Effect of Plyometric Training on Vertical Jump Performance in Female Athletes: A Systematic Review and Meta-Analysis.

Fit young woman box jumping at a style gym. Female athlete is performing box jumps at gym. ** Note: Shallow depth of field ** Note: Visible grain at 100%, best at smaller sizes

Plyometric training is an effective method to prevent knee injuries in female athletes; however, the effects of plyometric training on jump performance in female athletes is unclear. The aim of this systematic review and meta-analysis was to determine the effectiveness of plyometric training on vertical jump (VJ) performance of amateur, collegiate and elite female athletes. Six electronic databases were searched (PubMed, MEDLINE, ERIC, Google Scholar, SCIndex and ScienceDirect). The included studies were coded for the following criteria: training status, training modality and type of outcome measures. The methodological quality of each study was assessed using the physiotherapy evidence database (PEDro) scale. The effects of plyometric training on VJ performance were based on the following standardised pre-post testing effect size (ES) thresholds: trivial (<0.20), small (0.21-0.60), moderate (0.61-1.20), large (1.21-2.00), very large (2.01-4.00) and extremely large (>4.00). A total of 16 studies met the inclusion criteria. The meta-analysis revealed that plyometric training had a most likely moderate effect on countermovement jump (CMJ) height performance (ES = 1.09; 95 % confidence interval [CI] 0.57-1.61; I 2 = 75.60 %). Plyometric training interventions of less than 10 weeks in duration had a most likely small effect on CMJ height performance (ES = 0.58; 95 % CI 0.25-0.91). In contrast, plyometric training durations greater than 10 weeks had a most likely large effect on CMJ height (ES = 1.87; 95 % CI 0.73-3.01). The effect of plyometric training on concentric-only squat jump (SJ) height was likely small (ES = 0.44; 95 % CI -0.09 to 0.97). Similar effects were observed on SJ height after 6 weeks of plyometric training in amateur (ES = 0.35) and young (ES = 0.49) athletes, respectively. The effect of plyometric training on CMJ height with the arm swing was likely large (ES = 1.31; 95 % CI -0.04 to 2.65). The largest plyometric training effects were observed in drop jump (DJ) height performance (ES = 3.59; 95 % CI -3.04 to 10.23). Most likely extremely large plyometric training effects on DJ height performance (ES = 7.07; 95 % CI 4.71-9.43) were observed following 12 weeks of plyometric training. In contrast, a possibly small positive training effect (ES = 0.30; 95 % CI -0.63 to 1.23) was observed following 6 weeks of plyometric training.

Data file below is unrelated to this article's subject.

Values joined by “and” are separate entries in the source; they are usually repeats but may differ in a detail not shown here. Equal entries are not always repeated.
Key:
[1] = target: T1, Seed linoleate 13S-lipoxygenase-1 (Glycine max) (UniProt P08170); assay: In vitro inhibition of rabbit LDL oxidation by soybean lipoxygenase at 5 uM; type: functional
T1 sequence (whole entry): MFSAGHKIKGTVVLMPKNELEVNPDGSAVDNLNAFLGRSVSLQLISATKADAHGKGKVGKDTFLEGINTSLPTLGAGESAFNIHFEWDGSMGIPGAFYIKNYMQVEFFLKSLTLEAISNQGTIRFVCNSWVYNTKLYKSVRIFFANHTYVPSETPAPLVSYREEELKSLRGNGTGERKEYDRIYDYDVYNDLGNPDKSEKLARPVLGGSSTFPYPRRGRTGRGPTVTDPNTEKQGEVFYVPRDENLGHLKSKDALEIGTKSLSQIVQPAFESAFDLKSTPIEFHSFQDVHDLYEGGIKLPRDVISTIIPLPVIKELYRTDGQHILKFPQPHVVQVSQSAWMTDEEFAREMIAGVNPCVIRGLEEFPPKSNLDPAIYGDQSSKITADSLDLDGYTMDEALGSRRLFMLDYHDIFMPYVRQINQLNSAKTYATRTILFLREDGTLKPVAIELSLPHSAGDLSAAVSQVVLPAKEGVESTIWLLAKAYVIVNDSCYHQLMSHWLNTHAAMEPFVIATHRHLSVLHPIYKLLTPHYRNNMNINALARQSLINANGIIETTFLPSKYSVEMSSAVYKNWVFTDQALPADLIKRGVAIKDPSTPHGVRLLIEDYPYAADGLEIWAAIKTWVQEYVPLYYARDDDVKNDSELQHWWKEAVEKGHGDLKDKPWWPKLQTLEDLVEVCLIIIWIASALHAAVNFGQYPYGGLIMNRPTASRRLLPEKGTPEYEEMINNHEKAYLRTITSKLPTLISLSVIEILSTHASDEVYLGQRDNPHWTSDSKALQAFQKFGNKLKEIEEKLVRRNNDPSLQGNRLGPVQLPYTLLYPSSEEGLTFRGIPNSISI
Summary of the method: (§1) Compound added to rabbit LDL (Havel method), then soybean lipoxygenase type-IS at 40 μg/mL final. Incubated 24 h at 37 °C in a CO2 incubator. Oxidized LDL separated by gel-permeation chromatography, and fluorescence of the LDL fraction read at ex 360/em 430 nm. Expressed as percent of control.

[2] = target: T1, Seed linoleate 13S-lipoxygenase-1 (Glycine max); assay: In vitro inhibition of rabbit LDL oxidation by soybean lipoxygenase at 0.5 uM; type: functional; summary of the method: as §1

Plyometric training is an effective form of training to improve VJ performance (e.g. CMJ, SJ and DJ) in female athletes. The benefits of plyometric training on VJ performance are greater for interventions of longer duration (≥10 weeks).


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My interest in health and fitness started at a young age. Even though I had been educated and trained as an engineer in Europe I always want to follow my passion. I have made some guest appearances on a health educational program TV in Europe and, this experience, has made me follow my passion of sharing wellness information with others.

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